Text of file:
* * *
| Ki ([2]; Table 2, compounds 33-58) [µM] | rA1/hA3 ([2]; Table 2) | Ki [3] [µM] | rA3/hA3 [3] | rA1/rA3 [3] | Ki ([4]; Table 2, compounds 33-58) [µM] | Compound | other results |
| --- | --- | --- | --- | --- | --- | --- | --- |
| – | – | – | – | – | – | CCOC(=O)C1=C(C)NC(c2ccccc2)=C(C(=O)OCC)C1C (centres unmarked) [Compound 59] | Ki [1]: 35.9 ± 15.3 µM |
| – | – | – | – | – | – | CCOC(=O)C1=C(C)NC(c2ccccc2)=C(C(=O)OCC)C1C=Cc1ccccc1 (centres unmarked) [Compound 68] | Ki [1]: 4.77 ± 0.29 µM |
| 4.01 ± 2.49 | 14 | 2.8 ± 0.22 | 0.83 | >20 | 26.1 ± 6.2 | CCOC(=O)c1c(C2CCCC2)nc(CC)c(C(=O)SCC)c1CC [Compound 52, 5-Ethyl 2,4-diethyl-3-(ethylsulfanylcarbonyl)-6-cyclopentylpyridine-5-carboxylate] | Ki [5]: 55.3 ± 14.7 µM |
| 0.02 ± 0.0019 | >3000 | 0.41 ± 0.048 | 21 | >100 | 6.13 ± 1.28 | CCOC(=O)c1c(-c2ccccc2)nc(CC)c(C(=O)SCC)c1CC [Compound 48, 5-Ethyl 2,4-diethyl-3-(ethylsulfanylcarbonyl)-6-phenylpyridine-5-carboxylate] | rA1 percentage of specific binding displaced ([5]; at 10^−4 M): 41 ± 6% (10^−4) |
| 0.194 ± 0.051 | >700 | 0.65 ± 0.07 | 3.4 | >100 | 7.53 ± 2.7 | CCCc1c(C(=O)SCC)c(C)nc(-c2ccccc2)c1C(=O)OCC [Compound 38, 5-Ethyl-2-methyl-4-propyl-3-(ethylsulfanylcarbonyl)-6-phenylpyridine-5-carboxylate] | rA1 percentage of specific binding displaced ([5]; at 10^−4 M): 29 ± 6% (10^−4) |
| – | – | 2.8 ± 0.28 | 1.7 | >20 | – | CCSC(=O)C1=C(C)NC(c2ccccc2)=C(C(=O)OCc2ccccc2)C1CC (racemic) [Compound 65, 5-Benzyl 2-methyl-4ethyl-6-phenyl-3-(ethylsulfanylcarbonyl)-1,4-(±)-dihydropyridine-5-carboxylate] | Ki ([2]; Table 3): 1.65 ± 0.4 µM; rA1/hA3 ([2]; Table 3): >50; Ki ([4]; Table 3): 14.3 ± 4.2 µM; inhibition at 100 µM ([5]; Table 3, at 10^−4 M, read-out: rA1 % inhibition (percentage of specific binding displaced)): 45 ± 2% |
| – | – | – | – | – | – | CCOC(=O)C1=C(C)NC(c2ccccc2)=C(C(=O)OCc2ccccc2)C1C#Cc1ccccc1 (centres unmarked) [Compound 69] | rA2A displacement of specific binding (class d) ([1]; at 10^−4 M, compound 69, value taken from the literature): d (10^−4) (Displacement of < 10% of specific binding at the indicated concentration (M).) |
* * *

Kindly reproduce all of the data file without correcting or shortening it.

| Ki ([2]; Table 2, compounds 33-58) [µM] | rA1/hA3 ([2]; Table 2) | Ki [3] [µM] | rA3/hA3 [3] | rA1/rA3 [3] | Ki ([4]; Table 2, compounds 33-58) [µM] | Compound | other results |
| --- | --- | --- | --- | --- | --- | --- | --- |
| – | – | – | – | – | – | CCOC(=O)C1=C(C)NC(c2ccccc2)=C(C(=O)OCC)C1C (centres unmarked) [Compound 59] | Ki [1]: 35.9 ± 15.3 µM |
| – | – | – | – | – | – | CCOC(=O)C1=C(C)NC(c2ccccc2)=C(C(=O)OCC)C1C=Cc1ccccc1 (centres unmarked) [Compound 68] | Ki [1]: 4.77 ± 0.29 µM |
| 4.01 ± 2.49 | 14 | 2.8 ± 0.22 | 0.83 | >20 | 26.1 ± 6.2 | CCOC(=O)c1c(C2CCCC2)nc(CC)c(C(=O)SCC)c1CC [Compound 52, 5-Ethyl 2,4-diethyl-3-(ethylsulfanylcarbonyl)-6-cyclopentylpyridine-5-carboxylate] | Ki [5]: 55.3 ± 14.7 µM |
| 0.02 ± 0.0019 | >3000 | 0.41 ± 0.048 | 21 | >100 | 6.13 ± 1.28 | CCOC(=O)c1c(-c2ccccc2)nc(CC)c(C(=O)SCC)c1CC [Compound 48, 5-Ethyl 2,4-diethyl-3-(ethylsulfanylcarbonyl)-6-phenylpyridine-5-carboxylate] | rA1 percentage of specific binding displaced ([5]; at 10^−4 M): 41 ± 6% (10^−4) |
| 0.194 ± 0.051 | >700 | 0.65 ± 0.07 | 3.4 | >100 | 7.53 ± 2.7 | CCCc1c(C(=O)SCC)c(C)nc(-c2ccccc2)c1C(=O)OCC [Compound 38, 5-Ethyl-2-methyl-4-propyl-3-(ethylsulfanylcarbonyl)-6-phenylpyridine-5-carboxylate] | rA1 percentage of specific binding displaced ([5]; at 10^−4 M): 29 ± 6% (10^−4) |
| – | – | 2.8 ± 0.28 | 1.7 | >20 | – | CCSC(=O)C1=C(C)NC(c2ccccc2)=C(C(=O)OCc2ccccc2)C1CC (racemic) [Compound 65, 5-Benzyl 2-methyl-4ethyl-6-phenyl-3-(ethylsulfanylcarbonyl)-1,4-(±)-dihydropyridine-5-carboxylate] | Ki ([2]; Table 3): 1.65 ± 0.4 µM; rA1/hA3 ([2]; Table 3): >50; Ki ([4]; Table 3): 14.3 ± 4.2 µM; inhibition at 100 µM ([5]; Table 3, at 10^−4 M, read-out: rA1 % inhibition (percentage of specific binding displaced)): 45 ± 2% |
| – | – | – | – | – | – | CCOC(=O)C1=C(C)NC(c2ccccc2)=C(C(=O)OCc2ccccc2)C1C#Cc1ccccc1 (centres unmarked) [Compound 69] | rA2A displacement of specific binding (class d) ([1]; at 10^−4 M, compound 69, value taken from the literature): d (10^−4) (Displacement of < 10% of specific binding at the indicated concentration (M).) |